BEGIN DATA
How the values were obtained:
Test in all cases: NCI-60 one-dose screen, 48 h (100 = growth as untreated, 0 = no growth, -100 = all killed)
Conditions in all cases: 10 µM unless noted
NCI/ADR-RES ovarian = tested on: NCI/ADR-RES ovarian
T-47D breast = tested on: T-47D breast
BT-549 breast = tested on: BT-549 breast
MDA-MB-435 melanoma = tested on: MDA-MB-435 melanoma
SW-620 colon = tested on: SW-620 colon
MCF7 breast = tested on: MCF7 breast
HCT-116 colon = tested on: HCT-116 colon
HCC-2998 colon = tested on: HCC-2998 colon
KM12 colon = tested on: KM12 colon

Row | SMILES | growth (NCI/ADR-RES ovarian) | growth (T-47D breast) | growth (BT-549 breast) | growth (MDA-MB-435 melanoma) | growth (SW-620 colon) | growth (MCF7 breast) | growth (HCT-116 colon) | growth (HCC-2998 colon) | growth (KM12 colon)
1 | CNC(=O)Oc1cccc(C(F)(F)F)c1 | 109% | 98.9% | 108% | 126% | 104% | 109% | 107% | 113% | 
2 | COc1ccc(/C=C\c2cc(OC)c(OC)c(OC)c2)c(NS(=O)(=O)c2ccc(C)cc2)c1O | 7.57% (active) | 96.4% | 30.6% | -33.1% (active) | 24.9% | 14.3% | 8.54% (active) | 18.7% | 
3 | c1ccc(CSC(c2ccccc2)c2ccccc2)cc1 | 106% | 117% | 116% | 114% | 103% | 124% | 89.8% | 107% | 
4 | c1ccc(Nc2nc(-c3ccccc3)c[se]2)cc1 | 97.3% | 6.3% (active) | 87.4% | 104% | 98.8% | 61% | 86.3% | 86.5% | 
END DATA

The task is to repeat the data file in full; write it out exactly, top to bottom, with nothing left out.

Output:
How the values were obtained:
Test in all cases: NCI-60 one-dose screen, 48 h (100 = growth as untreated, 0 = no growth, -100 = all killed)
Conditions in all cases: 10 µM unless noted
NCI/ADR-RES ovarian = tested on: NCI/ADR-RES ovarian
T-47D breast = tested on: T-47D breast
BT-549 breast = tested on: BT-549 breast
MDA-MB-435 melanoma = tested on: MDA-MB-435 melanoma
SW-620 colon = tested on: SW-620 colon
MCF7 breast = tested on: MCF7 breast
HCT-116 colon = tested on: HCT-116 colon
HCC-2998 colon = tested on: HCC-2998 colon
KM12 colon = tested on: KM12 colon

Row | SMILES | growth (NCI/ADR-RES ovarian) | growth (T-47D breast) | growth (BT-549 breast) | growth (MDA-MB-435 melanoma) | growth (SW-620 colon) | growth (MCF7 breast) | growth (HCT-116 colon) | growth (HCC-2998 colon) | growth (KM12 colon)
1 | CNC(=O)Oc1cccc(C(F)(F)F)c1 | 109% | 98.9% | 108% | 126% | 104% | 109% | 107% | 113% | 
2 | COc1ccc(/C=C\c2cc(OC)c(OC)c(OC)c2)c(NS(=O)(=O)c2ccc(C)cc2)c1O | 7.57% (active) | 96.4% | 30.6% | -33.1% (active) | 24.9% | 14.3% | 8.54% (active) | 18.7% | 
3 | c1ccc(CSC(c2ccccc2)c2ccccc2)cc1 | 106% | 117% | 116% | 114% | 103% | 124% | 89.8% | 107% | 
4 | c1ccc(Nc2nc(-c3ccccc3)c[se]2)cc1 | 97.3% | 6.3% (active) | 87.4% | 104% | 98.8% | 61% | 86.3% | 86.5% | 